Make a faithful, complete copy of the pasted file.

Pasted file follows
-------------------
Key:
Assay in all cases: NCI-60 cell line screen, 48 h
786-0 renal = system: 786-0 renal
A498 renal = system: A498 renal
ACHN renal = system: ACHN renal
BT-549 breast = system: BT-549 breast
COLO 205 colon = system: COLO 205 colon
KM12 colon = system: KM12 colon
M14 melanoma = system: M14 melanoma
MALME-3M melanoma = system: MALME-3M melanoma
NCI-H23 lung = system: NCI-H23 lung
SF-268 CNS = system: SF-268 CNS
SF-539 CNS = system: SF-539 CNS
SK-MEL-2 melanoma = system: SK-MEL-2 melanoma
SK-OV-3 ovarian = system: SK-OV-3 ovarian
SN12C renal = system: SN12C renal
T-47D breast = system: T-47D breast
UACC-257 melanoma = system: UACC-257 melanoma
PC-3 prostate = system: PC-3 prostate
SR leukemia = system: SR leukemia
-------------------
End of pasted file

Key:
Assay in all cases: NCI-60 cell line screen, 48 h
786-0 renal = system: 786-0 renal
A498 renal = system: A498 renal
ACHN renal = system: ACHN renal
BT-549 breast = system: BT-549 breast
COLO 205 colon = system: COLO 205 colon
KM12 colon = system: KM12 colon
M14 melanoma = system: M14 melanoma
MALME-3M melanoma = system: MALME-3M melanoma
NCI-H23 lung = system: NCI-H23 lung
SF-268 CNS = system: SF-268 CNS
SF-539 CNS = system: SF-539 CNS
SK-MEL-2 melanoma = system: SK-MEL-2 melanoma
SK-OV-3 ovarian = system: SK-OV-3 ovarian
SN12C renal = system: SN12C renal
T-47D breast = system: T-47D breast
UACC-257 melanoma = system: UACC-257 melanoma
PC-3 prostate = system: PC-3 prostate
SR leukemia = system: SR leukemia